The kit seat was temporary attached so that a card bulkhead could be added behind it. Aft of this, rectangular pieces of thick strip were added to simulate the test equipment. Next, a combination of card and card discs made with the Waldron Sub Miniature Punch & Die Set were added to detail the office. A two-piece instrument panel was made and glued into location and then the coaming received a new partial cover. Even though the seat looks a tad odd with its offset configuration, this received a lead foil harness, some card, strip and rod detailing. To complete this area, a control arm was made from stiff wire with a dollop of white glue representing the handle.
Once all the parts had been fitted with the canopy in place (the kit seat required some sanding so the canopy would have a tight fit), all the parts were sprayed with a mixed very dark grey (scale black). This was followed by dry brushing the surface with a medium grey to emphasize the raised details. Future was then brushed onto the instrument panel face and on a couple of discs on the side instrument consoles. Acrylics were used for the detailed painting of the seat that was brown for the back cushion, green for the seat with the harness being done in blue. Humbrol gloss green was used on the oxygen bottle and a dash of silver covered the quick release box of the harness.
Mike Grant decals were used to add the instrument faces were required and his placards were also used on the seat. Once the decals had dried a brushing of Testors Matt Clear Lacquer was brushed were required and then some clear five-minute epoxy was mixed and applied to each instrument face to simulate the glass. All the interior was dry brushed with a medium gray and then to give most of the surface that ‘metal’ sheen, graphite was applied with a dedicated brush. The office was looking not to bad now, so the seat was glued into location and after the ‘interior’ of the canopy was polished with NOVUS 2 & 1, it was attached in place with some white glue and left to cure.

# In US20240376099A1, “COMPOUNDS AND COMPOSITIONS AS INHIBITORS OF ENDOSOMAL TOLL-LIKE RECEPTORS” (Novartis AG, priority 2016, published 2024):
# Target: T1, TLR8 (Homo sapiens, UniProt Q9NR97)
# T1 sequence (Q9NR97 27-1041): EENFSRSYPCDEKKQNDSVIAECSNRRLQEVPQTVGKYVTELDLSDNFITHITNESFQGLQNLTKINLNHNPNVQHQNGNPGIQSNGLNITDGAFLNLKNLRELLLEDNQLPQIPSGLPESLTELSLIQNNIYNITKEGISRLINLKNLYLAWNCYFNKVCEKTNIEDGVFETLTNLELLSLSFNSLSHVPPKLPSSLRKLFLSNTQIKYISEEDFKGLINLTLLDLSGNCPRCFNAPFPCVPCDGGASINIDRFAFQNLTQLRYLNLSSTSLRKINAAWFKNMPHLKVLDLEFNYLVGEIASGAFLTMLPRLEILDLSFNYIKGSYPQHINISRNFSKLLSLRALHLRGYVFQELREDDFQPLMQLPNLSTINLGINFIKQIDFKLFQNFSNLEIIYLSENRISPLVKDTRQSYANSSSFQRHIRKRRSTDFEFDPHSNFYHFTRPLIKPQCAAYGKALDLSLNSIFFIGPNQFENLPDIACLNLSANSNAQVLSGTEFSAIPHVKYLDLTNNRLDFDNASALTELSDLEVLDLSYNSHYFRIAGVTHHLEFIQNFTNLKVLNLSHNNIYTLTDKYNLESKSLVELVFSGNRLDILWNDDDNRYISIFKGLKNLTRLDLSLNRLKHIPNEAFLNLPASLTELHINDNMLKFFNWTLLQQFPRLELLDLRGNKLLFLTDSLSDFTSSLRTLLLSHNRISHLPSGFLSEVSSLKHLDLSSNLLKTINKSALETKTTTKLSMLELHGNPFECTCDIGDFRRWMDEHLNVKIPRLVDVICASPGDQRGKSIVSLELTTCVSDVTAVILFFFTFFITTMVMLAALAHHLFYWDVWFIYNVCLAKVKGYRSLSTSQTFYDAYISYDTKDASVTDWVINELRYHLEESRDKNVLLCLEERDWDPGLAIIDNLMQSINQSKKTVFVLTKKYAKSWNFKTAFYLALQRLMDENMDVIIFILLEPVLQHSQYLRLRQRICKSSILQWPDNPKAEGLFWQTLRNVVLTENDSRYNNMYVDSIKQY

Even though the canopy had been sanded to get a better fit, it still was not good enough. After the initial application of white glue had dried, the entire circumference was then sealed with a further application. To both secure the canopy permanently in place and to produce a better join, some clear five-minute epoxy was mixed, applied and then wiped smooth using spittle on a finger tip; works great with practice. It did take two applications to build up the area below the windscreen. Before the masking was applied, the canopy was polished with NOVUS 2 only as using NOVUS 1 at this stage can compromise the adhesion of the masking tape.
I must admit that masking canopies is one of the requirements of building model aircraft that I do not enjoy. It is probably because of this, that whenever I can I will use the latest Eduard or EZ mask. As none were available for the Gnat, it would be old school. The Gnat’s canopy framing configuration is such that all the corners are both angled and rounded; kind of adds insult to injury. To ensure this is properly masked, I use a combination of the excellent Waldron Punch & Die set, Tamiya tape and .015 plastic card.
Start off by applying the tape to the card. The reason for this is that the tape will tear or fold over if it is punched alone. However, because of the card backing you will get a nice clean cut, plus you will have a disc for a future use. No doubt you are wondering why .015 in lieu of .010 card? I have found that sometimes the punch is not clean if using the latter thinner card on a larger diameter disc; thus I always used .015 to take the guess work away. Next, remove the punches and dry-fit them into the corner location and then select the one with the proper or closets to proper diameter. Simply punch the disc out with the card backing, remove from same and apply into the corner and when it is seated properly, burnish it into location. The remainders was masked with strips of Tamiya tape and because of the curve of the lower part of the windscreen, a curve section of tape using a circle guide was used to fit this part.